Saturday, August 26, 2017

Thoughts on translation, Part 5: Consensus is rare

Song of Solomon: timeless love poetry in contemporary calligraphy. 

I enjoy finding the best translation for each of my calligraphy designs; in fact, the searching is as much fun as the finding.  I am grateful to be working in the 21st century, when I can find help on line.  I consult sites such as to compare some 50 translations, from the Wycliffe Bible of 1382 to yesterday's updates.  Here, for example is II: 1 - 2 in half a dozen translations, along with the one that I chose after much thought.   

Wycliffe, 1382:  I am a flower of the field, and a lily of great valleys. (I am a flower of Sharon, and a lily of the great valley.)  As a lily among thorns, so is my friendess among daughters. (Like a lily among the thorns, is my friendess among the daughters.)
King James Version 1611.  I am the rose of Sharon, and the lily of the valleys.  As the lily among thorns, so is my love among the daughters.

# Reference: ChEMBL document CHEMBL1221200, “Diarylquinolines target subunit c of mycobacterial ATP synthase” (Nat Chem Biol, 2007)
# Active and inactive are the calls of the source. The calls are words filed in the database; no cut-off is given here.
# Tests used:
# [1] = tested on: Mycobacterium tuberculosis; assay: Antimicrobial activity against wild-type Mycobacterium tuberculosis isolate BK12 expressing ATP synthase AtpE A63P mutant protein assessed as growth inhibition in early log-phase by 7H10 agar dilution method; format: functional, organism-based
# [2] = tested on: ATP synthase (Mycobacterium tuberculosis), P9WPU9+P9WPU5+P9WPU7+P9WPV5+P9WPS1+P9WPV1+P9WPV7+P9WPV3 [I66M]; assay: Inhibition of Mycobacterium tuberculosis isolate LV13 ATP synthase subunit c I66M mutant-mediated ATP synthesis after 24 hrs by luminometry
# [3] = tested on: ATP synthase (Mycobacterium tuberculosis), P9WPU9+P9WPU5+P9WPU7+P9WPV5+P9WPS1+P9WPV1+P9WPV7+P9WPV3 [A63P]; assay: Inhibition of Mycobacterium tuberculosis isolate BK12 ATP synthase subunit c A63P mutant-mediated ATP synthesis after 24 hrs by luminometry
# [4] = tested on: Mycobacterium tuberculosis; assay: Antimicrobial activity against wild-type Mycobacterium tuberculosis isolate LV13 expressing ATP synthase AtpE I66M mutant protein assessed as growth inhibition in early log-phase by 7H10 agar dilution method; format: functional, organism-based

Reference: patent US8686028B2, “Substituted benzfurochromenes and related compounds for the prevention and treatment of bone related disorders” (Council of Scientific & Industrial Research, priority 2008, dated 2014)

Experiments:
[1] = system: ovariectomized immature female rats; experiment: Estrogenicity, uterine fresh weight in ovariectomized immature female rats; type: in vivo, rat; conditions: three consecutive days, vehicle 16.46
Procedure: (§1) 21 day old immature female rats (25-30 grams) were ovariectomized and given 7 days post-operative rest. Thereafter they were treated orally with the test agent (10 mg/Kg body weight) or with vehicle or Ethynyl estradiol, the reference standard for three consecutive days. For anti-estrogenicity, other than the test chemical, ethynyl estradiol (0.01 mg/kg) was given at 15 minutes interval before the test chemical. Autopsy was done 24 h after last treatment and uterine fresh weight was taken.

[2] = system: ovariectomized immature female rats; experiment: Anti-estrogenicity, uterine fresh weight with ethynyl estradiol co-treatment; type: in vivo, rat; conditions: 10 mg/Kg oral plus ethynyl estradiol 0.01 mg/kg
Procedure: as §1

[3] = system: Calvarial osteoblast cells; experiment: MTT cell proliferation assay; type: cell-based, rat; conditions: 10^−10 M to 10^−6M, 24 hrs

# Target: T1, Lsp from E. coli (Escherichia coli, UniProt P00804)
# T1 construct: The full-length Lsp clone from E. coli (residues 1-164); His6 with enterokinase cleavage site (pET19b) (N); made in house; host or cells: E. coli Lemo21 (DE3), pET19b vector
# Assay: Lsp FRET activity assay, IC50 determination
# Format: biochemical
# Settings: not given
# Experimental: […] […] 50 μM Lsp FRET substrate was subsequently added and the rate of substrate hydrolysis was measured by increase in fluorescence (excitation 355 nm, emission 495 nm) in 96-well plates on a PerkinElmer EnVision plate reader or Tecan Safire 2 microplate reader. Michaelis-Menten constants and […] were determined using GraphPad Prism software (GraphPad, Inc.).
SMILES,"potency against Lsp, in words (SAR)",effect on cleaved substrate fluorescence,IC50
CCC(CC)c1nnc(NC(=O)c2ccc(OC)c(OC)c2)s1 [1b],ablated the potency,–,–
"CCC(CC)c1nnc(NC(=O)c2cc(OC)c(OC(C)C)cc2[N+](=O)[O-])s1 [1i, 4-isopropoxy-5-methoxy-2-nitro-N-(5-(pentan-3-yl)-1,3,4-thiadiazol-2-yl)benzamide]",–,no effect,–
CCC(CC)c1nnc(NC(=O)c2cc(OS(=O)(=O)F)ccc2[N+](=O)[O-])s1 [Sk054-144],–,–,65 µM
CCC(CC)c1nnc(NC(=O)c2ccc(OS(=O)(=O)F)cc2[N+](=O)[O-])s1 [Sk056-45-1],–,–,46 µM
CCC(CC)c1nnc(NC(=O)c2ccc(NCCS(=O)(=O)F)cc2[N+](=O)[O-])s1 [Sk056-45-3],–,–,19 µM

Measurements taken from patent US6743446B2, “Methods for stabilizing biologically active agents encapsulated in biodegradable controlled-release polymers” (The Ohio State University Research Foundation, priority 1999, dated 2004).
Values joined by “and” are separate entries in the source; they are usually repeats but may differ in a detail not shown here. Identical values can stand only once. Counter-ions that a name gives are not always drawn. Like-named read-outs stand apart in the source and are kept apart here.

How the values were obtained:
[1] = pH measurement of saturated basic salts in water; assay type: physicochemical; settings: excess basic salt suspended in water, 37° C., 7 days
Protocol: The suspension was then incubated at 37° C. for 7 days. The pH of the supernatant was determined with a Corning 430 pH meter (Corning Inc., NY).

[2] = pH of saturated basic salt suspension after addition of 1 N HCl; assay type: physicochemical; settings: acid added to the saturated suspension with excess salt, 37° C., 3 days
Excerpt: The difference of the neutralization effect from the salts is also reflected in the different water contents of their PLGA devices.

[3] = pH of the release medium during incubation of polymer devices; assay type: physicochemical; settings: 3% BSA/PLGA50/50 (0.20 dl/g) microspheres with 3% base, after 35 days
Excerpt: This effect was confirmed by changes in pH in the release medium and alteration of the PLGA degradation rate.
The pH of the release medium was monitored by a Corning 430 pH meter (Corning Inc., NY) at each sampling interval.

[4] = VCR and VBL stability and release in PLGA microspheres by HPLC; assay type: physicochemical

Revised Standard Version 1947.  I am a rose of Sharon, a lily of the valleys.  As a lily among brambles, so is my love among maidens.
Expanded Bible.  I am a ·rose [or flower] in the Plain of Sharon [a fertile plain along the Mediterranean coast], a lily in the valleys. Among the ·young women [girls], my darling is like a lily among thorns.   
New Living.  I am the spring crocus blooming on the Sharon Plain, the lily of the valley.  Like a lily among thistles is my darling among young women.
 Chana and Ariel Bloch. I am the rose of Sharon, the wild lily of the valleys.  Like a lily in a field of thistles, such is my love among the young women.  

Thistles? brambles? thorns? The translator has to choose. Maidens? girls? daughters? young women? It may seem trivial, but each choice will strike the ear a little differently, altering the image. And these verses are some of the least controversial, without any hapax legemenon* to challenge the translator.  

*From Ancient Greek παξ λεγόμενον (hápax legómenon, “(something) said only once”), from παξ (hápax, “once”) and λεγόμενον (legómenon), passive participle of λέγω (légō). 

No matter which text you choose, you will find that simply reading the others gives you new insight and appreciation. 

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